Gary Oppenheimer wants to make a difference for food pantries in the United States that don’t offer fresh produce, as well as the 62 million gardeners nationwide who harvest more than they can use – especially those in Native communities.
After almost 14 years of work through AmpleHarvest.org, Oppenheimer and the award-winning nonprofit organization have found a method that works for both the pantries and gardeners.
“While more than 8,000 food pantries nationwide already benefit from the program, we want to get many more pantries spread across more of the landscape in America,” said Oppenheimer, AmpleHarvest.org’s founder and executive director.
The organization was founded in 2009 after Oppenheimer became the director of a local community garden in late 2008. He learned some of the garden plot holders left large amounts of their garden produce unharvested when they grew more than they could possibly use. Oppenheimer suggested the garden create a committee that would gather the extra food and deliver it to local food pantries. The program was named Ample Harvest. However, food pantries were hard to find. Thus AmpleHarvest.org was created.
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Now the program is focusing on helping bring gardeners and food pantries together in Indian Country. “I have watched Gary Oppenheimer and his team grow AmpleHarvest.org since 2009, helping thousands of food pantries get locally grown surplus harvests from nearby gardeners,” said Chief Henry Red Cloud (Lakota) of Pine Ridge, a White House Champion of Change winner and key advisor for this program. “When Gary came to me years ago asking for my help and guidance in making sure that this award-winning program could also benefit Indian Country, I was more than happy to help.”
America’s gardeners grow more than 11 billion pounds of surplus harvests annually. The organization works nationwide, helping America’s gardeners donate their surplus bounty.
AmpleHarvest.org connects America’s 62 million gardeners with local food pantries enabling them to donate surplus produce through its free food pantry search engine. Food pantries report the days and time they want to receive fresh food, making it easy for gardeners to know when to harvest and donate the food.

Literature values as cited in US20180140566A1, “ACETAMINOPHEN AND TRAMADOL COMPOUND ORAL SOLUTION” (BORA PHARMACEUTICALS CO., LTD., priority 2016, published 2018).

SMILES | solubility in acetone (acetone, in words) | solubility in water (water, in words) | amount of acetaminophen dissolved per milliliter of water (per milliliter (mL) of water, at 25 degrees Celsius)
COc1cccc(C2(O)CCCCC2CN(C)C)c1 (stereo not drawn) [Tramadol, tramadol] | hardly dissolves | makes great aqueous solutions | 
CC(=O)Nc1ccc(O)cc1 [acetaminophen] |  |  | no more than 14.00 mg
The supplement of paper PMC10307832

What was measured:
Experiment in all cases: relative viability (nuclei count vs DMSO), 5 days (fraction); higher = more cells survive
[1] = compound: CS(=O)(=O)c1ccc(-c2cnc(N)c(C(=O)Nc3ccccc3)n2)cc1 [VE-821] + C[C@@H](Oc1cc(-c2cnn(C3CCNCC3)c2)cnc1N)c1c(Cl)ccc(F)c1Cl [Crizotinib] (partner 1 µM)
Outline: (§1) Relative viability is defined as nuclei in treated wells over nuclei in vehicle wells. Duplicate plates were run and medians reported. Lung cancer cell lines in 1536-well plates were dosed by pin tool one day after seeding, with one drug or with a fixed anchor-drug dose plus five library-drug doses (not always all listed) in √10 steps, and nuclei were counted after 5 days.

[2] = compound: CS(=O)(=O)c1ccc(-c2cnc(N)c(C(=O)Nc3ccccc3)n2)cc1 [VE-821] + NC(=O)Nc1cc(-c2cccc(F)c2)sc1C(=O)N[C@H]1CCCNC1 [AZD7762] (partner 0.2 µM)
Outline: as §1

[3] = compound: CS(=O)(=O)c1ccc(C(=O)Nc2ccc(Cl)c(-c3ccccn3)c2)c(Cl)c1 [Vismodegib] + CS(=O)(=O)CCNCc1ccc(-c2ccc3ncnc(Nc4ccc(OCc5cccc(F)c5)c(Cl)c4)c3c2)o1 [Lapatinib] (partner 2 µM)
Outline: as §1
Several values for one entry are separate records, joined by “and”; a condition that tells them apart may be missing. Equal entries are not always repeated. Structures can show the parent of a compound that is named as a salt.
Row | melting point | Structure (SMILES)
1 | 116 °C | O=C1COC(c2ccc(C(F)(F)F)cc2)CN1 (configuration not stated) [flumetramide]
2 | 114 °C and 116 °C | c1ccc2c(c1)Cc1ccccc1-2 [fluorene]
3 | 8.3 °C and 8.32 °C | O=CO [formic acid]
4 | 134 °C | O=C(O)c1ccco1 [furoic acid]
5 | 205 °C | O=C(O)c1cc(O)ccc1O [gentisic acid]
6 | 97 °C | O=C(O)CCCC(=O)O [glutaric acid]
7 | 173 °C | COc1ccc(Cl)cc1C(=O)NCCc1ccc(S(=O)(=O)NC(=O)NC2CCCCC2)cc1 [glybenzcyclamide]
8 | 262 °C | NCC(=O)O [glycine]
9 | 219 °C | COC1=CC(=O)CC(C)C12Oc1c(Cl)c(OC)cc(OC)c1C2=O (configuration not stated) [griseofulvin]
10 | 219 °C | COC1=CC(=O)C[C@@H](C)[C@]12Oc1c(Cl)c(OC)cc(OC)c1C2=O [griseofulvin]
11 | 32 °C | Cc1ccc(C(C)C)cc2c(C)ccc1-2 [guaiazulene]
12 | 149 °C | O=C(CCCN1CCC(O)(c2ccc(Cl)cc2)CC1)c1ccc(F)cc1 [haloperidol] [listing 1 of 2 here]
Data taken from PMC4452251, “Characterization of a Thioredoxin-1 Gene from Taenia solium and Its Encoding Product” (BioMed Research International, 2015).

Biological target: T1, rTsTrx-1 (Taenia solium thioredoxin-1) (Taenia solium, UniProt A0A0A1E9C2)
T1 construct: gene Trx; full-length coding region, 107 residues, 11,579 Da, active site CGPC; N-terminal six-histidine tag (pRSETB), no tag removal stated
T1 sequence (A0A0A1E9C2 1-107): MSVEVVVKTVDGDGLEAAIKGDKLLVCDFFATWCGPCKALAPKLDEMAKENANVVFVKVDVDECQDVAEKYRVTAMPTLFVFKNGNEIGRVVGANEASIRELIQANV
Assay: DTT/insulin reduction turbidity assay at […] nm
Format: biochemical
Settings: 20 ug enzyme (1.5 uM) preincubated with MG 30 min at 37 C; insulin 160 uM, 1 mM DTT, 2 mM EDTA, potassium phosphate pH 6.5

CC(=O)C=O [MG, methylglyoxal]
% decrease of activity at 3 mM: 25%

Oppenheimer said part of the battle is helping America’s gardeners know they are allowed to donate the fresh produce they grow. “They are intrinsically altruistic people,” he said. “Years ago I said the best fertilizer is a gardener’s shadow, and there’s some truth to that. They know the value of food, they’re growing it to feed and nourish their own family, and they hate seeing that go to waste just as you hate wasting the dollar bills in your pocket.”
Chief Red Cloud said he was excited to see the project begin to bring those same benefits to Native American communities. “This past year, Gary and his team have been guided by Tribal elders and Native American food sovereignty experts to adapt AmpleHarvest.org to our specific needs while also bringing in new technology to help address some challenges specific to some reservations,” he said. “AmpleHarvest.org is the perfect example of a program that enables people to take ownership of a problem and solve it without needing engagement from outside of their community or Nation.”
According to a study conducted by AmpleHarvest.org, more than 80% of gardeners want to donate food once they know they are able to. “We’re giving them that opportunity to do it on a sustained basis,” Oppenheimer said. The Mercy Brown Bag Program in Oakland, California, said their seniors love the fresh produce. “They always go and grab the fruits and vegetables first before they grab the canned food,” they said. The Center for Food Action in northern New Jersey has six locations listed with AmpleHarvest.org. They said their gardeners help provide thousands of their neighbors with healthy produce. “The clients we serve look forward to fresh greens, fresh fruit and fragrant herbs,” the center said.
In its success, AmpleHarvest.org continues to grow. Its sights are now set on reaching communities in Indian Country. Oppenheimer said when the partnership launched, he did a year’s worth of due diligence consulting elders, tribal chiefs and more. “The notion of sharing food is intrinsic to all tribal traditions,” he said. Oppenheimer said because of the original design of AmpleHarvest.org, the organization had to make changes that will benefit all gardeners and pantries in Indian Country. One such change is technology that will guide gardeners within 10 feet of pantries despite a lack of address, a challenge many tribal nations face.
Oppenheimer said this technology will eventually be retrofitted to legacy AmpleHarvest.org. Any food pantry wishing to receive free fresh local produce simply needs to sign up with AmpleHarvest.org. It is free and doesn’t require that the food pantry have an internet connection.
Hungry Native American families that all too often see only commodity food at their food pantry will soon be able to take home garden fresh produce, harvested and donated thanks to a gardener in their own community. And it might just be from a garden down the block or even next door.